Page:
Learning to 'talk things through in your head' may help people with autism
Teaching children with autism to 'talk things through in their head' may help them to solve complex day-to-day tasks, which could increase the chances of independent, flexible living later in life, according to new research.
The study, led by Durham University, found that the mechanism for using 'inner speech' or 'talking things through in their head' is intact in children with autism but not always used in the same way as typically developing children do.
However, the researchers suggest teaching and intervention strategies for children targeted at encouraging inner speech may make a difference. These strategies, which include encouraging children to describe their actions out loud, have already proven useful for increasing mental flexibility among typically developing children.
It is also suggested that children with autism spectrum disorder (ASD) could, for example, benefit from verbal learning of their daily schedule at school rather than using visual timetables as is currently a common approach.
The research by Durham University, Bristol University and City University London is published in Development and Psychopathology.
Lead author, Dr David Williams, lecturer in the Department of Psychology at Durham University, said: "Most people will 'think in words' when trying to solve problems, which helps with planning or particularly complicated tasks. Young typically developing children tend to talk out loud to guide themselves when they face challenging tasks.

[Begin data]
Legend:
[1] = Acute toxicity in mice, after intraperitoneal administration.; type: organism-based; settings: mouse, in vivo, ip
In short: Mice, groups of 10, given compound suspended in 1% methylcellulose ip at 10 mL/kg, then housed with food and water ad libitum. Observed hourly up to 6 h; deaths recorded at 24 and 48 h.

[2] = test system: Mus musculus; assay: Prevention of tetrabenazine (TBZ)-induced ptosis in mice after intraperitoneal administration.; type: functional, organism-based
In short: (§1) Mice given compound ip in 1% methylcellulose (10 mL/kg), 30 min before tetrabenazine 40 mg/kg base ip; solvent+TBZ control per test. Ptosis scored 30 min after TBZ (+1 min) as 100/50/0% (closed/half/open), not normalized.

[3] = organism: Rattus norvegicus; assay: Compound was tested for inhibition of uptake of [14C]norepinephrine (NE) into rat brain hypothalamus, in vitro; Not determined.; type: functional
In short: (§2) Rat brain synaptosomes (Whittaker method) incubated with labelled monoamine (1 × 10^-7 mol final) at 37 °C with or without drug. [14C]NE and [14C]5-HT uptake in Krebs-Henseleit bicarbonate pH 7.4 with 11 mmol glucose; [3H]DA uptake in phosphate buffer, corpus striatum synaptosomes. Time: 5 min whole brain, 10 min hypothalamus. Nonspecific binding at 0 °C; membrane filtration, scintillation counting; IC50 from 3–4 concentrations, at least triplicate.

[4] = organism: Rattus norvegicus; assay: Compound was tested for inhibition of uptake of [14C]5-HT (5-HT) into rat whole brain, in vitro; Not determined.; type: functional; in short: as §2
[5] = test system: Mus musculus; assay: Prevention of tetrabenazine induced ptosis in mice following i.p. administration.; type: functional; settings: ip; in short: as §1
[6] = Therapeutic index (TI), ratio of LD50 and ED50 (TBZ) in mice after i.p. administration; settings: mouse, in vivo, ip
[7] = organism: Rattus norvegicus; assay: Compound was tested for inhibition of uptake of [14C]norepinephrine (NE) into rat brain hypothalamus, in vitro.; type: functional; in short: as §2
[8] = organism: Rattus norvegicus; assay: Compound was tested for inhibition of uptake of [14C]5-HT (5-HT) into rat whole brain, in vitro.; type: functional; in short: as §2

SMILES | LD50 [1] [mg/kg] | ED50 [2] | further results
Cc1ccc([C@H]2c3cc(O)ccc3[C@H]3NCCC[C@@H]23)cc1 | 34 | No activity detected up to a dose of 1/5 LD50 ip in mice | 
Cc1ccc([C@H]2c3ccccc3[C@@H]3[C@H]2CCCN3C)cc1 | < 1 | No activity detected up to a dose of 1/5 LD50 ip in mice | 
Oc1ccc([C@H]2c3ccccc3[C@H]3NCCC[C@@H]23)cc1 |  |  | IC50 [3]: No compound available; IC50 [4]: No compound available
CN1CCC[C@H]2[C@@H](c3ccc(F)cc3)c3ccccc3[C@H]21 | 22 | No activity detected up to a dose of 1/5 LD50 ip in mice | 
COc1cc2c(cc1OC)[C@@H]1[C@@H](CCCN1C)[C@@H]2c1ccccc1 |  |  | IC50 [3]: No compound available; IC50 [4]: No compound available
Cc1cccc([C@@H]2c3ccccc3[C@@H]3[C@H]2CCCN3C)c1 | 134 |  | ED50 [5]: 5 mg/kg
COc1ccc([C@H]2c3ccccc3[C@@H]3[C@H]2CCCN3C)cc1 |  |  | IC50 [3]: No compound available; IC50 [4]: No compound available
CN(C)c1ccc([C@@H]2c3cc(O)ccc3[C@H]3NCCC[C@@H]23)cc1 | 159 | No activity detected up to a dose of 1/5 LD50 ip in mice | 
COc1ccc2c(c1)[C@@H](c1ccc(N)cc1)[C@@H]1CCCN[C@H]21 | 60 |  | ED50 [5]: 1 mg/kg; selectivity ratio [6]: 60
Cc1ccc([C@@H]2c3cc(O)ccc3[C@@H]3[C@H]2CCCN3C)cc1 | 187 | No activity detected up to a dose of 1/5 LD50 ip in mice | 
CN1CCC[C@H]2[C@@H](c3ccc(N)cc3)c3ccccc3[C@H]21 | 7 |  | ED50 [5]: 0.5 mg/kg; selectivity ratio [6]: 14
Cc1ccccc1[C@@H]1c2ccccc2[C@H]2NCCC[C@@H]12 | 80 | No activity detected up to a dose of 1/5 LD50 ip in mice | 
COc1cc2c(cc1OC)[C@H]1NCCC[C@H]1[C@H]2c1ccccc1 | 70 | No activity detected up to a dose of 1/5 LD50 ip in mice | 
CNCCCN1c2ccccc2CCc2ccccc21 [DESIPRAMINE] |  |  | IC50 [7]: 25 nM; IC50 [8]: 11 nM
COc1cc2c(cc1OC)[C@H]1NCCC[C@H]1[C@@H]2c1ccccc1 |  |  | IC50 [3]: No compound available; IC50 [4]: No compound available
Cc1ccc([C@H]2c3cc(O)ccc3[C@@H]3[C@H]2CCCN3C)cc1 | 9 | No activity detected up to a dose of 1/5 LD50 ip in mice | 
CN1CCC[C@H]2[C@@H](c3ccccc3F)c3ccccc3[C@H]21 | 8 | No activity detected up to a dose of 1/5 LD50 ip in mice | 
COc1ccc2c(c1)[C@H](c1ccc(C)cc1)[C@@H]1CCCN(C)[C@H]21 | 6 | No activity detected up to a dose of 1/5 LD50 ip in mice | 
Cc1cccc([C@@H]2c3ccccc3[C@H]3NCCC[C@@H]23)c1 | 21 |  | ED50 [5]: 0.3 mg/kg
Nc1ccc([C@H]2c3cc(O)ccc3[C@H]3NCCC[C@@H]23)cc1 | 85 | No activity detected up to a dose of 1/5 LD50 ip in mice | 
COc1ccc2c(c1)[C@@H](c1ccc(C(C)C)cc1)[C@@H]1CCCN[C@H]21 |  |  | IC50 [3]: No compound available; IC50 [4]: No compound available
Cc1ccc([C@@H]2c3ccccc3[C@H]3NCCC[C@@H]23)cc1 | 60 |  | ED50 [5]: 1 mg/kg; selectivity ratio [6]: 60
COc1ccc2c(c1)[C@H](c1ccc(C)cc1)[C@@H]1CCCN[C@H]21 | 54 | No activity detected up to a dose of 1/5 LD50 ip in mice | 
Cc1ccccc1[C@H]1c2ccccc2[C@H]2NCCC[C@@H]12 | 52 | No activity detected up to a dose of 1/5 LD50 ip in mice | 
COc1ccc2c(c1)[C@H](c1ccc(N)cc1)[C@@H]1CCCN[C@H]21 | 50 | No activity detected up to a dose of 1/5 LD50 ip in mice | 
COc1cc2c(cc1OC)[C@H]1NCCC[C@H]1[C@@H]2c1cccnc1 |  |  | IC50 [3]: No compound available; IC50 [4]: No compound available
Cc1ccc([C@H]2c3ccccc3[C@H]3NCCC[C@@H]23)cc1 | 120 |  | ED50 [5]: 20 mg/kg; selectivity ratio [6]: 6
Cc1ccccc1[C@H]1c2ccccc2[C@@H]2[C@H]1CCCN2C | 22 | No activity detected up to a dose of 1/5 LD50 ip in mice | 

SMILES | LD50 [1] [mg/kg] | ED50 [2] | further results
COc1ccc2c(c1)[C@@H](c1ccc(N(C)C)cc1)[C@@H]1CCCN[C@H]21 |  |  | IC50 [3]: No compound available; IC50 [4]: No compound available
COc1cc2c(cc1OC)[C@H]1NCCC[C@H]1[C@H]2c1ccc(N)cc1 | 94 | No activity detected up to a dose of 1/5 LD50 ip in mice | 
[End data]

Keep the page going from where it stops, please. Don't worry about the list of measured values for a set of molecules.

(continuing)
"However, only from about the age of seven do they talk to themselves in their head and, thus, think in words for problem-solving. How good people are at this skill is in part determined by their communication experiences as a young child."
One out of every 100 people in the UK has ASD, which is diagnosed on the basis of a set of core impairments in social engagement, communication and behavioural flexibility. Children with autism often miss out on the early communicative exchanges when they are young which may explain their tendency not to use inner speech when they are older. This relative lack of inner speech use might contribute to some of the repetitive behaviours which are common in people with autism.
In the study, those individuals with more profound communication impairments also struggled most with the use of inner speech for complex tasks. People with ASD did, however, use inner speech to recall things from their short-term memory.
Dr Williams said: "These results show that inner speech has its roots in interpersonal communication with others early in life, and it demonstrates that people who are poor at communicating with others will generally be poor at communicating with themselves.
"It also shows that there is a critical distinction between being able to express yourself verbally and actually using silent language for problem-solving. For example, the participants with ASD in our study were verbally able, yet did not use inner speech to support their planning."
Caroline Hattersley, Head of Information, Advice and Advocacy at the National Autistic Society, said: "This study presents some interesting results and could further our understanding of autism. If the findings are replicated on a wider scale they could have a significant impact on how we develop strategies to support children with the disability."
In the study, 15 high-functioning adults with ASD and 16 comparison participants were asked to complete a commonly used task which measures planning ability, called the Tower of London task. This task consists of five coloured disks that can be arranged on three individual pegs. The aim of the task is to transform one arrangement of disks into another by moving the disks between the pegs, one disk at a time, in as few moves as possible. This type of complex planning task is helped by 'talking to yourself in your head'.